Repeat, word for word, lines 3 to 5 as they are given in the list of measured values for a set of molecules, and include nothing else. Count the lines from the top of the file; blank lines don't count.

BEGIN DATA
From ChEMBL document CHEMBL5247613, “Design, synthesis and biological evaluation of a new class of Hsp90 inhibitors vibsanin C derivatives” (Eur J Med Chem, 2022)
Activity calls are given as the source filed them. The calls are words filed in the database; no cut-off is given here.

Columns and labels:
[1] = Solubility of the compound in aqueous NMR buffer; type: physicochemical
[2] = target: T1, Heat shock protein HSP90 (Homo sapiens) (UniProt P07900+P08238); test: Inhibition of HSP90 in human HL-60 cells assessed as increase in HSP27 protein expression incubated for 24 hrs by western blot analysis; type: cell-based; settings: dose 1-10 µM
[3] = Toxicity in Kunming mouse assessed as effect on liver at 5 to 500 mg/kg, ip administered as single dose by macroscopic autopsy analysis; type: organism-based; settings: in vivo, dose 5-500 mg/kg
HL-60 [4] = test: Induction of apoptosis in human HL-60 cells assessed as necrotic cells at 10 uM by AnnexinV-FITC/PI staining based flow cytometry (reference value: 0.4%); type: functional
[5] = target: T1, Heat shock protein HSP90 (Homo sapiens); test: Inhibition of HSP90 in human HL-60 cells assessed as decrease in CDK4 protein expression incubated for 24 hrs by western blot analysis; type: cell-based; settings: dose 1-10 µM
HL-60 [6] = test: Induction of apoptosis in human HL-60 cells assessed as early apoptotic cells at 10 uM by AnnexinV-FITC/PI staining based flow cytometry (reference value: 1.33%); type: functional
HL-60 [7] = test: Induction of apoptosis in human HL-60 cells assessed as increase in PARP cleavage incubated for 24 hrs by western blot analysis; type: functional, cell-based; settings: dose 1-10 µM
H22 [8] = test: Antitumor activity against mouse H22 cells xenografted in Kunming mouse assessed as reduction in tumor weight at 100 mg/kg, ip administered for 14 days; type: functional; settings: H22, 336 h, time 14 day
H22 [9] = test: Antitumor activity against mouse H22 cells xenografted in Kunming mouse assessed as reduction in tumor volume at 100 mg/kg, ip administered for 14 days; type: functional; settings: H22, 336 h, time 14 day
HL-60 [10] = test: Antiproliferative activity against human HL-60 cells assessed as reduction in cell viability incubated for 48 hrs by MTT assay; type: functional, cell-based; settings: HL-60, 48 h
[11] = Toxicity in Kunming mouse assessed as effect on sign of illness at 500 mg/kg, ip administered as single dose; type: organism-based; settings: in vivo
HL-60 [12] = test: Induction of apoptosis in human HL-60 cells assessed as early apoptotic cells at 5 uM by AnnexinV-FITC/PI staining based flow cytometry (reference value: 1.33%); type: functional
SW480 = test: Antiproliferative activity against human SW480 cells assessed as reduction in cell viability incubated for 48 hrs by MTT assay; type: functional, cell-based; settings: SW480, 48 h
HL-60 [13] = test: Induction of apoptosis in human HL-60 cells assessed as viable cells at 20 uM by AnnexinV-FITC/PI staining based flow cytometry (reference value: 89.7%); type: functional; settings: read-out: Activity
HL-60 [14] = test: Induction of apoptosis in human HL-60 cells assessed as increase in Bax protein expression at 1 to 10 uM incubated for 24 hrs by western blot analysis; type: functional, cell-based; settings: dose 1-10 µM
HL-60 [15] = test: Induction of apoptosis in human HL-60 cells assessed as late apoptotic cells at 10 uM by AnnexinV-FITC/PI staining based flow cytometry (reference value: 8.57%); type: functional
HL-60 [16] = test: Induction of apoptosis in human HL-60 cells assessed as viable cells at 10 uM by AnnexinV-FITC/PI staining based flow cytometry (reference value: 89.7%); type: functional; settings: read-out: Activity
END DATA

Columns and labels:
[1] = Solubility of the compound in aqueous NMR buffer; type: physicochemical
[2] = target: T1, Heat shock protein HSP90 (Homo sapiens) (UniProt P07900+P08238); test: Inhibition of HSP90 in human HL-60 cells assessed as increase in HSP27 protein expression incubated for 24 hrs by western blot analysis; type: cell-based; settings: dose 1-10 µM